west, closer to SH130 for easier customer ac-
cess and saving me the cost of a stretch of
road in the process. Bottom line, if I could get
a yes out of Francine anytime soon, the Zschi-
esche crowd would walk away with $1.04 mil-
lion and get to keep the remaining 318 acres
to hold or sell or for whatever other purpose
they had tumbling around in their noggins.
To my way of thinking, I'd just made one of
those offers impossible to refuse.
Ten days later, I got a somewhat laconic
the offer and that the family would ponder it if
and when she could ever get the whole posse
together, which to my way of thinking was un-
likely to ever happen.
In March, Craig Zschiesche (Speedy and
home in Leander, Texas, for a family get-to-
gether at which Francine, Betty Jean, Caro-
line, and Allen, would all be in attendance to
discuss selling, or not selling, the property.
I met with the Zschiesches, told them of my
plans for the airport, and listened to their con-
cerns. Mostly the heirs wanted more money.
Secondly, they wanted something intangible
that I never got my head around precisely be-
cause no one in the room could manage to
put the thought into words--possibly to walk
away with millions and at the same time hold
on to the family farm and its collective memo-
ries forever, which wasn't such a lousy wish
as wishes go, but unlikely to happen.
a turning point. In meeting me, the clan put
a face to the offer and, more importantly, as
Francine shared with me years after the fact,
the family was able to see that a living breath-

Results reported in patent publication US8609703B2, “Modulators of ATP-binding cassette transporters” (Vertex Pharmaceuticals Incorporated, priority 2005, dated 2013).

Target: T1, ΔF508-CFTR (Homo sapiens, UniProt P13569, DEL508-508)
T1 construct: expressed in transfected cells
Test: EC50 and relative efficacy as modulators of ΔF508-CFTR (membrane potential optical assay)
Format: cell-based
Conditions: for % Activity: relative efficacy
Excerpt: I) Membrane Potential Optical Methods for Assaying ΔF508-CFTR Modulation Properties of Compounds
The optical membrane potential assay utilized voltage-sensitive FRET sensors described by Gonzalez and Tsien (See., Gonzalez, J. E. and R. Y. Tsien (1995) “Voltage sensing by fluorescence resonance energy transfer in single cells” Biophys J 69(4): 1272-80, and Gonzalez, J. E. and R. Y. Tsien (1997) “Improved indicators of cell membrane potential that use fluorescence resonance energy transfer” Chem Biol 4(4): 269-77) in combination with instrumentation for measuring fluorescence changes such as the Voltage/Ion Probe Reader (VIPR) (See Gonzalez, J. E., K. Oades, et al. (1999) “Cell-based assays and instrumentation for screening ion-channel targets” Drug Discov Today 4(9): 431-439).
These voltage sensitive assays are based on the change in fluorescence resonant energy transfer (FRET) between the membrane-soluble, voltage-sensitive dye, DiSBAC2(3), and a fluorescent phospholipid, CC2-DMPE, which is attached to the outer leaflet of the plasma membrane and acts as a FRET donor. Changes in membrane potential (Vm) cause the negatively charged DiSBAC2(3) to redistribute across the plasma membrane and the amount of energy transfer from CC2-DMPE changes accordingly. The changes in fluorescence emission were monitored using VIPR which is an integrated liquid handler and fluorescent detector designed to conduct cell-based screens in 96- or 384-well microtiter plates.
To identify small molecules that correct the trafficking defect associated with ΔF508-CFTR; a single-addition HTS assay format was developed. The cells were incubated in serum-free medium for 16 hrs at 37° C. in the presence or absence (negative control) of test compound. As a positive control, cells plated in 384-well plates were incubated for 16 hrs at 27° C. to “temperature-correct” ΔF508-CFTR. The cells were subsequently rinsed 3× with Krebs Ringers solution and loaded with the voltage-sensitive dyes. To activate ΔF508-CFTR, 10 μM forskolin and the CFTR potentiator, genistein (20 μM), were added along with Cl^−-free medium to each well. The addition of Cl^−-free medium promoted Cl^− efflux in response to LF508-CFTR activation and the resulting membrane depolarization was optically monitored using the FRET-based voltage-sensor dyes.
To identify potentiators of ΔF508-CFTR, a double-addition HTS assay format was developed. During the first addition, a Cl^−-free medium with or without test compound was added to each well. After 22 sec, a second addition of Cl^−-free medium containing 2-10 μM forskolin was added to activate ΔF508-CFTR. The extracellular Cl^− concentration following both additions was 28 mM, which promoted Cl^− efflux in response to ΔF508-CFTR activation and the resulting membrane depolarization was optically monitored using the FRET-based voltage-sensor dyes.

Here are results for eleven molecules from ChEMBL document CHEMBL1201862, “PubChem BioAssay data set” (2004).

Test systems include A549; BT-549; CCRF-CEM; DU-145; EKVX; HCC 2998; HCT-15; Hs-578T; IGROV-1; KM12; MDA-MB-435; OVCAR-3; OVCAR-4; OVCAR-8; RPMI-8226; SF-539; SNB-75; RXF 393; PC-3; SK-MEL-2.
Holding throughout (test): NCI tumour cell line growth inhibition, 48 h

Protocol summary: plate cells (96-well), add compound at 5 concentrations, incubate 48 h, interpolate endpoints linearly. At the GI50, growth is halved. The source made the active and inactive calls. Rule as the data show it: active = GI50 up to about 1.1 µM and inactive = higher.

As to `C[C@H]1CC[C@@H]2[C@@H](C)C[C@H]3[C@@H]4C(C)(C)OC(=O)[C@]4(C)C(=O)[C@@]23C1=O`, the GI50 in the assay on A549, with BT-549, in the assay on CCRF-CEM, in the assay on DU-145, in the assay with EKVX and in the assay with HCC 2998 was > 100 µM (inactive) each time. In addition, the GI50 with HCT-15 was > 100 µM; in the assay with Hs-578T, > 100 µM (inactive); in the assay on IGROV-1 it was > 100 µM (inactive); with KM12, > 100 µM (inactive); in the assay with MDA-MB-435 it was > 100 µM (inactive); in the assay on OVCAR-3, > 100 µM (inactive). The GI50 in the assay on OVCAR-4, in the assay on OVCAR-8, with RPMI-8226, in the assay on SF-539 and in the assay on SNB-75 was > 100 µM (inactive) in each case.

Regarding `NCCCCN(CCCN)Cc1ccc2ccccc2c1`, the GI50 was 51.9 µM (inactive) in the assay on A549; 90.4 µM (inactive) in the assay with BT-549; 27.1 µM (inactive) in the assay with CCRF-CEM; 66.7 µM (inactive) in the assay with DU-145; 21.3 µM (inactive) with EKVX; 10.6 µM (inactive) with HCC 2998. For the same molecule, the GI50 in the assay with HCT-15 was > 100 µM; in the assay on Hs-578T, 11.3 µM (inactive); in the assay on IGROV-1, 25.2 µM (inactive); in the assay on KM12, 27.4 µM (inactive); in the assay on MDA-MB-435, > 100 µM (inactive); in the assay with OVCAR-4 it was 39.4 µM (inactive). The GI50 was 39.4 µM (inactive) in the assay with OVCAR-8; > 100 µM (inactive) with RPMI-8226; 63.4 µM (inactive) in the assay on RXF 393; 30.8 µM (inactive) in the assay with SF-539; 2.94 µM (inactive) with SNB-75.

ing person, and not a feckless development
corporation, was behind the push to expand
the airport. My offer to buy their property,
to expand the airport, to build something of
substance and quality and meaning, at least
to me, was in fact a genuine heartfelt goal of
mine. Standing before them was a man with a
dream, a pie in the sky vision no less impor-
tant to me than the notion of honoring their
father and mother by making sure the family
farm was nurtured and celebrated long after
they released their hold on it. At a minimum,
life would feel a whole lot better if they passed
on the family farm to someone who cared.
at all, but the opposite, a truth so obvious to
others that any stranger could take one peek
at me (you or us) and know what matters and
what doesn't. Possibly I'd gotten so clear on
what mattered and the legacy I'd chosen to
leave behind that any artifice had been grad-
ually replaced with a candor and frankness so
fundamental that I couldn't hide it even if I
wanted to. And what mattered to me was pay-
ing the Zschiesches a fair price and then con-
structing an airport Austinites could be proud
of for decades--heck, why not centuries?